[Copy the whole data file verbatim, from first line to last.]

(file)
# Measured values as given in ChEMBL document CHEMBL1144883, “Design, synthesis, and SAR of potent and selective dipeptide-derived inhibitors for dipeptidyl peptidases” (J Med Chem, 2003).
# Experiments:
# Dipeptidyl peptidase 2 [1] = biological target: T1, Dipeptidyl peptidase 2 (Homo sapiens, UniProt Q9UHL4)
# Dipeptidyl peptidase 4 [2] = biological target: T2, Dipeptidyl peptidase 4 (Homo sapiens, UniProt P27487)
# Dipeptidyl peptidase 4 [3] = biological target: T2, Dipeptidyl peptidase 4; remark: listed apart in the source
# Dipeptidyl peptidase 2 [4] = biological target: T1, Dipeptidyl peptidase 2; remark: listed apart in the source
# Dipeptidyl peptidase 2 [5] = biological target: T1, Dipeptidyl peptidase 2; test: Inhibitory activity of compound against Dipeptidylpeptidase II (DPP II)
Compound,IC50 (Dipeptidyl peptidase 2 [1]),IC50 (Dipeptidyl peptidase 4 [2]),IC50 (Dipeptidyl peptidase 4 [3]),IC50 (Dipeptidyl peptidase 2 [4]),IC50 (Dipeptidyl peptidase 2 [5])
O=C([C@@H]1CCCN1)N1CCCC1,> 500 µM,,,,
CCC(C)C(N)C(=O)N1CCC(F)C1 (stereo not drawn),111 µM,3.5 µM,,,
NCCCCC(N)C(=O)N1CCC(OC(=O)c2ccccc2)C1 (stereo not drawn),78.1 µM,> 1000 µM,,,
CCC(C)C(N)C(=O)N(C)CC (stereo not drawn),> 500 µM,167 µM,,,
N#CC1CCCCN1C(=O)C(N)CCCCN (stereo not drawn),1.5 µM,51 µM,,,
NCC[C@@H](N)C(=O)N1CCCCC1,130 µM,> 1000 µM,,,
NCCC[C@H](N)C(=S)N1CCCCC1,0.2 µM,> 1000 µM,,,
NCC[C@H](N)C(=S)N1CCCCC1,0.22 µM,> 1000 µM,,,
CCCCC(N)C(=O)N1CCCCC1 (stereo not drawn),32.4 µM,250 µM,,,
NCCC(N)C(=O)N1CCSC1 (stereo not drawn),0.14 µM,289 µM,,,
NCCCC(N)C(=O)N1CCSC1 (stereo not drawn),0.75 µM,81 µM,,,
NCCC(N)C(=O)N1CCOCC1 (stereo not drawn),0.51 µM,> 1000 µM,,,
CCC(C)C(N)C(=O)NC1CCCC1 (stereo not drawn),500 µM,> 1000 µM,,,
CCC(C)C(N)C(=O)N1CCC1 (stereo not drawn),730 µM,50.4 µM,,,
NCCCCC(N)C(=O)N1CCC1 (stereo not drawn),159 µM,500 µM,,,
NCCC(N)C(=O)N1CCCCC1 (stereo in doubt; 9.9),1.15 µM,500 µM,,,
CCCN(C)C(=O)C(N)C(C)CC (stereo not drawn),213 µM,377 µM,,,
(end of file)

# Measured values as given in ChEMBL document CHEMBL1144883, “Design, synthesis, and SAR of potent and selective dipeptide-derived inhibitors for dipeptidyl peptidases” (J Med Chem, 2003).
# Experiments:
# Dipeptidyl peptidase 2 [1] = biological target: T1, Dipeptidyl peptidase 2 (Homo sapiens, UniProt Q9UHL4)
# Dipeptidyl peptidase 4 [2] = biological target: T2, Dipeptidyl peptidase 4 (Homo sapiens, UniProt P27487)
# Dipeptidyl peptidase 4 [3] = biological target: T2, Dipeptidyl peptidase 4; remark: listed apart in the source
# Dipeptidyl peptidase 2 [4] = biological target: T1, Dipeptidyl peptidase 2; remark: listed apart in the source
# Dipeptidyl peptidase 2 [5] = biological target: T1, Dipeptidyl peptidase 2; test: Inhibitory activity of compound against Dipeptidylpeptidase II (DPP II)
Compound,IC50 (Dipeptidyl peptidase 2 [1]),IC50 (Dipeptidyl peptidase 4 [2]),IC50 (Dipeptidyl peptidase 4 [3]),IC50 (Dipeptidyl peptidase 2 [4]),IC50 (Dipeptidyl peptidase 2 [5])
O=C([C@@H]1CCCN1)N1CCCC1,> 500 µM,,,,
CCC(C)C(N)C(=O)N1CCC(F)C1 (stereo not drawn),111 µM,3.5 µM,,,
NCCCCC(N)C(=O)N1CCC(OC(=O)c2ccccc2)C1 (stereo not drawn),78.1 µM,> 1000 µM,,,
CCC(C)C(N)C(=O)N(C)CC (stereo not drawn),> 500 µM,167 µM,,,
N#CC1CCCCN1C(=O)C(N)CCCCN (stereo not drawn),1.5 µM,51 µM,,,
NCC[C@@H](N)C(=O)N1CCCCC1,130 µM,> 1000 µM,,,
NCCC[C@H](N)C(=S)N1CCCCC1,0.2 µM,> 1000 µM,,,
NCC[C@H](N)C(=S)N1CCCCC1,0.22 µM,> 1000 µM,,,
CCCCC(N)C(=O)N1CCCCC1 (stereo not drawn),32.4 µM,250 µM,,,
NCCC(N)C(=O)N1CCSC1 (stereo not drawn),0.14 µM,289 µM,,,
NCCCC(N)C(=O)N1CCSC1 (stereo not drawn),0.75 µM,81 µM,,,
NCCC(N)C(=O)N1CCOCC1 (stereo not drawn),0.51 µM,> 1000 µM,,,
CCC(C)C(N)C(=O)NC1CCCC1 (stereo not drawn),500 µM,> 1000 µM,,,
CCC(C)C(N)C(=O)N1CCC1 (stereo not drawn),730 µM,50.4 µM,,,
NCCCCC(N)C(=O)N1CCC1 (stereo not drawn),159 µM,500 µM,,,
NCCC(N)C(=O)N1CCCCC1 (stereo in doubt; 9.9),1.15 µM,500 µM,,,
CCCN(C)C(=O)C(N)C(C)CC (stereo not drawn),213 µM,377 µM,,,